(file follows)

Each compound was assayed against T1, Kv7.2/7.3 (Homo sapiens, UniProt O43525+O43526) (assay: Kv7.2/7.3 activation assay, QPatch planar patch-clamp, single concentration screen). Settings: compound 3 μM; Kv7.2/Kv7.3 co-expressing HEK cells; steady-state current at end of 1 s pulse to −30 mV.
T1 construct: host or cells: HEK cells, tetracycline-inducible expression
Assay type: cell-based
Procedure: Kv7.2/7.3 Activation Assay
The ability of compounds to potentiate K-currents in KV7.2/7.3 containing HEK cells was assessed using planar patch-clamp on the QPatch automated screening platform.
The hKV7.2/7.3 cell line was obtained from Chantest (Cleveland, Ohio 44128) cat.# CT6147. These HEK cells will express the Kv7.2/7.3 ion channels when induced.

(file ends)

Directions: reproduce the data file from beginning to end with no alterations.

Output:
Each compound was assayed against T1, Kv7.2/7.3 (Homo sapiens, UniProt O43525+O43526) (assay: Kv7.2/7.3 activation assay, QPatch planar patch-clamp, single concentration screen). Settings: compound 3 μM; Kv7.2/Kv7.3 co-expressing HEK cells; steady-state current at end of 1 s pulse to −30 mV.
T1 construct: host or cells: HEK cells, tetracycline-inducible expression
Assay type: cell-based
Procedure: Kv7.2/7.3 Activation Assay
The ability of compounds to potentiate K-currents in KV7.2/7.3 containing HEK cells was assessed using planar patch-clamp on the QPatch automated screening platform.
The hKV7.2/7.3 cell line was obtained from Chantest (Cleveland, Ohio 44128) cat.# CT6147. These HEK cells will express the Kv7.2/7.3 ion channels when induced.